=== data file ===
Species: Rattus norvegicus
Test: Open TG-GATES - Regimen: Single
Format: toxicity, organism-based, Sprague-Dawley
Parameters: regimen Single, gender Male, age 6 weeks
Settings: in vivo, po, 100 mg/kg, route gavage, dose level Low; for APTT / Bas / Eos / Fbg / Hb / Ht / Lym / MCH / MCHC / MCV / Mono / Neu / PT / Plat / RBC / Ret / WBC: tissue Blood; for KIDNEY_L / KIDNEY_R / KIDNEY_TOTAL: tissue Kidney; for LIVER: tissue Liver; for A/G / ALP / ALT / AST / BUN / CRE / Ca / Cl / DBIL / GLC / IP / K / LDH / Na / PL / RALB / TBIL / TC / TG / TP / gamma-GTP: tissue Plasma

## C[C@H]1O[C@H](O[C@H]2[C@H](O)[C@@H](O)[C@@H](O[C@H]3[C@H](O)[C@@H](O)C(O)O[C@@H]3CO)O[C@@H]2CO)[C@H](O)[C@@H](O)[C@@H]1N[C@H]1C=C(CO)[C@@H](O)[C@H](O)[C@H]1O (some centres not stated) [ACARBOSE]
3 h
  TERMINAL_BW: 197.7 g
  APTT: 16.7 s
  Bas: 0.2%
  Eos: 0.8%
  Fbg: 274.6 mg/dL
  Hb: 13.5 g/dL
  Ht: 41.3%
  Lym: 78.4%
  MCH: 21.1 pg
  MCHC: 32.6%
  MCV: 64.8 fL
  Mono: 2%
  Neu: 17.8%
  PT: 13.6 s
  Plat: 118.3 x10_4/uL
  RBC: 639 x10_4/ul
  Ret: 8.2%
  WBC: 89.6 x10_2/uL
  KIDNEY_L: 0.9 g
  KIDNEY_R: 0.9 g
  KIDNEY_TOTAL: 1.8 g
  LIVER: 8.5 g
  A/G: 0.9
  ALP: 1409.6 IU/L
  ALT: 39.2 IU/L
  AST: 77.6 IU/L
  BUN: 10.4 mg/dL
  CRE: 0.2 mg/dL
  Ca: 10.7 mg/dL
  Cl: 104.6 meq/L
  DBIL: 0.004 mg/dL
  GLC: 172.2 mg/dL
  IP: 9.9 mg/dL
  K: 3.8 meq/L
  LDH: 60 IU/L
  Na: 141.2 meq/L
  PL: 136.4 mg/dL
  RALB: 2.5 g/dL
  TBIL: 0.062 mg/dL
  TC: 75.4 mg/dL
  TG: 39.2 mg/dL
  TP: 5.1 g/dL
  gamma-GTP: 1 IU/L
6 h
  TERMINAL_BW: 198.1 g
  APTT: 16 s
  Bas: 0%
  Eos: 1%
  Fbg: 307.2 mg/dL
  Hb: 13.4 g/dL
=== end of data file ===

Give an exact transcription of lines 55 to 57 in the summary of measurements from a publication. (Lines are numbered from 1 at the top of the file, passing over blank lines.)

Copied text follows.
  Eos: 1%
  Fbg: 307.2 mg/dL
  Hb: 13.4 g/dL